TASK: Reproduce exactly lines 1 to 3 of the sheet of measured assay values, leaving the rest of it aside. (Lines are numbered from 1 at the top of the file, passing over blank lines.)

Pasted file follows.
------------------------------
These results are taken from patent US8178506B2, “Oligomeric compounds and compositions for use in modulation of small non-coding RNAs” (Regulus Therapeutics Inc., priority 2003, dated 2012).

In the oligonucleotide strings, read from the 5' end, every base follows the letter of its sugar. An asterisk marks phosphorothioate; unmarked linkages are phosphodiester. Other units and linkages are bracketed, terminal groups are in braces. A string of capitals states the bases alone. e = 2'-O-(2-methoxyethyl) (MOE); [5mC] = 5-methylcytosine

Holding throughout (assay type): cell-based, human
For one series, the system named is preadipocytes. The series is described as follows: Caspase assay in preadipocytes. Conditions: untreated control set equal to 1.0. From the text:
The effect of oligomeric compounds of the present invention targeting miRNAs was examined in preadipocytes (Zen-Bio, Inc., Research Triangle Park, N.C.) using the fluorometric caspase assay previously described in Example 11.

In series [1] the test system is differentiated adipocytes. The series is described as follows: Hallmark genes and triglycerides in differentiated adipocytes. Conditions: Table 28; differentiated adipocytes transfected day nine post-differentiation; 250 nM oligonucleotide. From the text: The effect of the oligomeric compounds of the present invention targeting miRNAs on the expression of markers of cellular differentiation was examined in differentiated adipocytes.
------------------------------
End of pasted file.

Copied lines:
These results are taken from patent US8178506B2, “Oligomeric compounds and compositions for use in modulation of small non-coding RNAs” (Regulus Therapeutics Inc., priority 2003, dated 2012).

In the oligonucleotide strings, read from the 5' end, every base follows the letter of its sugar. An asterisk marks phosphorothioate; unmarked linkages are phosphodiester. Other units and linkages are bracketed, terminal groups are in braces. A string of capitals states the bases alone. e = 2'-O-(2-methoxyethyl) (MOE); [5mC] = 5-methylcytosine

Holding throughout (assay type): cell-based, human